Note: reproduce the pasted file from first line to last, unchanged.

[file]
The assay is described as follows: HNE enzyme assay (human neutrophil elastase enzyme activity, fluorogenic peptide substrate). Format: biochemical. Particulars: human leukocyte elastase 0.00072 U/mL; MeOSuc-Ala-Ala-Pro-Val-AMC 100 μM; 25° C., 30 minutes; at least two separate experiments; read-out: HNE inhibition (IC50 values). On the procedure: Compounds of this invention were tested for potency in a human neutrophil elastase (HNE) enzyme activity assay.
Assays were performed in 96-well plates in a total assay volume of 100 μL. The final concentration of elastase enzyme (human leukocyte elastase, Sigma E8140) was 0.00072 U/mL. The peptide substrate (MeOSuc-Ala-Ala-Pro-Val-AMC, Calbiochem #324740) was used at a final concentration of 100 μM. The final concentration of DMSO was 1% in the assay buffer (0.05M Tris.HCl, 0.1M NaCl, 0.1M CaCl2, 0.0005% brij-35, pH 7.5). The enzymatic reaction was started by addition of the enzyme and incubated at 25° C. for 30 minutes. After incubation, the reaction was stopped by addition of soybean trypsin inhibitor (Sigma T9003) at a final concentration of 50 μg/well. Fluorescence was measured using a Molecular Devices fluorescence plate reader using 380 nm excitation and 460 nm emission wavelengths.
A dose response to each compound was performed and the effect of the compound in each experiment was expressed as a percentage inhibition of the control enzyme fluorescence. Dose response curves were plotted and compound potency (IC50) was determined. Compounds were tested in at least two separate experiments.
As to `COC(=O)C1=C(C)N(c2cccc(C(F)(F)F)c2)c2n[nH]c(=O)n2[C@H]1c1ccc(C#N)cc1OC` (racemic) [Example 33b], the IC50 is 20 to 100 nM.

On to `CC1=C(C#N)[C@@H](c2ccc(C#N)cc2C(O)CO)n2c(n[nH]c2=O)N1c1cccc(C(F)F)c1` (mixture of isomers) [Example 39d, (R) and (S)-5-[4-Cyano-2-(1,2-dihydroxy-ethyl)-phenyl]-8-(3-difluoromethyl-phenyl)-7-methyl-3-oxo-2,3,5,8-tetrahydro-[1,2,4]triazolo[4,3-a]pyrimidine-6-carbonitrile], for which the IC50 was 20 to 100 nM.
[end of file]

The assay is described as follows: HNE enzyme assay (human neutrophil elastase enzyme activity, fluorogenic peptide substrate). Format: biochemical. Particulars: human leukocyte elastase 0.00072 U/mL; MeOSuc-Ala-Ala-Pro-Val-AMC 100 μM; 25° C., 30 minutes; at least two separate experiments; read-out: HNE inhibition (IC50 values). On the procedure: Compounds of this invention were tested for potency in a human neutrophil elastase (HNE) enzyme activity assay.
Assays were performed in 96-well plates in a total assay volume of 100 μL. The final concentration of elastase enzyme (human leukocyte elastase, Sigma E8140) was 0.00072 U/mL. The peptide substrate (MeOSuc-Ala-Ala-Pro-Val-AMC, Calbiochem #324740) was used at a final concentration of 100 μM. The final concentration of DMSO was 1% in the assay buffer (0.05M Tris.HCl, 0.1M NaCl, 0.1M CaCl2, 0.0005% brij-35, pH 7.5). The enzymatic reaction was started by addition of the enzyme and incubated at 25° C. for 30 minutes. After incubation, the reaction was stopped by addition of soybean trypsin inhibitor (Sigma T9003) at a final concentration of 50 μg/well. Fluorescence was measured using a Molecular Devices fluorescence plate reader using 380 nm excitation and 460 nm emission wavelengths.
A dose response to each compound was performed and the effect of the compound in each experiment was expressed as a percentage inhibition of the control enzyme fluorescence. Dose response curves were plotted and compound potency (IC50) was determined. Compounds were tested in at least two separate experiments.
As to `COC(=O)C1=C(C)N(c2cccc(C(F)(F)F)c2)c2n[nH]c(=O)n2[C@H]1c1ccc(C#N)cc1OC` (racemic) [Example 33b], the IC50 is 20 to 100 nM.

On to `CC1=C(C#N)[C@@H](c2ccc(C#N)cc2C(O)CO)n2c(n[nH]c2=O)N1c1cccc(C(F)F)c1` (mixture of isomers) [Example 39d, (R) and (S)-5-[4-Cyano-2-(1,2-dihydroxy-ethyl)-phenyl]-8-(3-difluoromethyl-phenyl)-7-methyl-3-oxo-2,3,5,8-tetrahydro-[1,2,4]triazolo[4,3-a]pyrimidine-6-carbonitrile], for which the IC50 was 20 to 100 nM.